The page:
The couple told TODAY that they initially had goals of renovating their family room, living room and kitchen, emphasizing the kitchen. Candis, they said, suggested more changes, like knocking down walls and moving the kitchen from one side of the house to another.
“It sounded so wonderful. But I also was like, ‘I don’t know, I don’t think we can afford it.’ I was like ‘Can you really do that?’ on tape,” Teisha said. “And (Candis) was like, ‘I know all the secrets … I’ve never gone over-budget on anything.'”
“We thought it would be really cool to take our style and our lower budget the way we do renovations and try and save money and be creative if we could take that out to some people,” Candis told TODAY.
The couple said they agreed on a final budget of $45,000, with $35,000 being wired to the Merediths and $10,000 being used to purchase furniture and appliances. The couple said they had planned to take out a home equity loan to fund the remodel, but then they said a producer called wanting to start the work the next day, so they wound up using their own funds.
The Hawleys — as well as Bennion — said they believed they could still live in their homes while the renovations were ongoing, though it was not encouraged by the Merediths. Since the Hawleys said Candis promised a turnaround time of three weeks, they decided to live in the basement with their three children. Teisha told TODAY that she thought the renovation might take longer, but was still comfortable staying in the basement for up to six weeks, more than double the time the Merediths initially outlined. Bennion said she had also been told that her kitchen renovation would take three weeks.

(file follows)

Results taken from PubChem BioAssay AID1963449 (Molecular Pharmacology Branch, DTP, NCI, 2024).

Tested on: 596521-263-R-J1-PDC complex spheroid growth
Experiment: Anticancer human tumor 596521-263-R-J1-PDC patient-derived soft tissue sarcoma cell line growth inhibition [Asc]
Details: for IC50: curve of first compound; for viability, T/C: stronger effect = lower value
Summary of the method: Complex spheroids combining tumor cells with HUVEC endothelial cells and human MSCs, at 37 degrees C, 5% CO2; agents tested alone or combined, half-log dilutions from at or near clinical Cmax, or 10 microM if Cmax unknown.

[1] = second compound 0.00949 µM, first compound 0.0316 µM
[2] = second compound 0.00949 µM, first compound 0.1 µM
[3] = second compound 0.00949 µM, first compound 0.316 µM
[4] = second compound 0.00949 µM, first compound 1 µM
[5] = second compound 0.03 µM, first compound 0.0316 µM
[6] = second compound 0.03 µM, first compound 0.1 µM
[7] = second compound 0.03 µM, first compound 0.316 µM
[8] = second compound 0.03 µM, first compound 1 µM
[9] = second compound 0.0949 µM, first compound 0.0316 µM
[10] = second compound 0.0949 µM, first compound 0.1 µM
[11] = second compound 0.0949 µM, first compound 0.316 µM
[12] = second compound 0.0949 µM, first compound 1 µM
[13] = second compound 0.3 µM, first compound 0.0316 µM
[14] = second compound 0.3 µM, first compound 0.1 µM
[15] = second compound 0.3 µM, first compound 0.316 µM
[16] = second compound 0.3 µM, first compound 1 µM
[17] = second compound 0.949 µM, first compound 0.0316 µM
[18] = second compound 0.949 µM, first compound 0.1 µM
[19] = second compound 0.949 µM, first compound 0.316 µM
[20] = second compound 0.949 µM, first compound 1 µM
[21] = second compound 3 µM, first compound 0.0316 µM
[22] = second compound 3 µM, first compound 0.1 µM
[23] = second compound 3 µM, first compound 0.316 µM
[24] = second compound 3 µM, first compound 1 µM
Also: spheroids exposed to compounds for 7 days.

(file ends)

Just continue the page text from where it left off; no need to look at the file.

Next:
“Hostages in our house”
Jeff Hawley said that minor frustrations, like missed appointments by contractors and limited contact from Candis and Andy, began quickly, but he and his wife soon became concerned about larger issues with the demolition process.
“There was another point where they started cutting a hole on a wall that was on the corner of where another door was, so two doors would be going into each other. … My wife was basically noticing something was wrong, calling Candis and saying ‘Hey, I think they’re doing this wrong.'”
Teisha said that she and her children were home for much of the day, confined to the basement, leaving them “emotionally drained” as the “nightmare” remodel continued. The Merediths told TODAY that they regret letting clients live in their homes while the renovation went on.
“We didn’t make the people move out of their houses, which looking back, that was probably a mistake,” Andrew said.
Bennion said that she also noticed escalating issues in her home, especially as new entrances were suggested, a deck was installed and her backyard was leveled. Like the Hawleys, work stagnated and she sometimes had difficulty contacting the Merediths. Concerns, she said, Candis attributed to the oddities of creating a television show.
The Merediths told TODAY that construction errors were the fault of contractors who had been hired, though they declined to name the general contractor they used in the renovations.
“Our agreement stated that we were consulting on the renovation, we were not performing the work,” Andrew said. “We worked with contractors. We were not swinging hammers at their property … We hired a general contractor, and he was in charge of all hiring.”
Bennion said that as a project manager herself, she felt that the Merediths’ approach was flawed.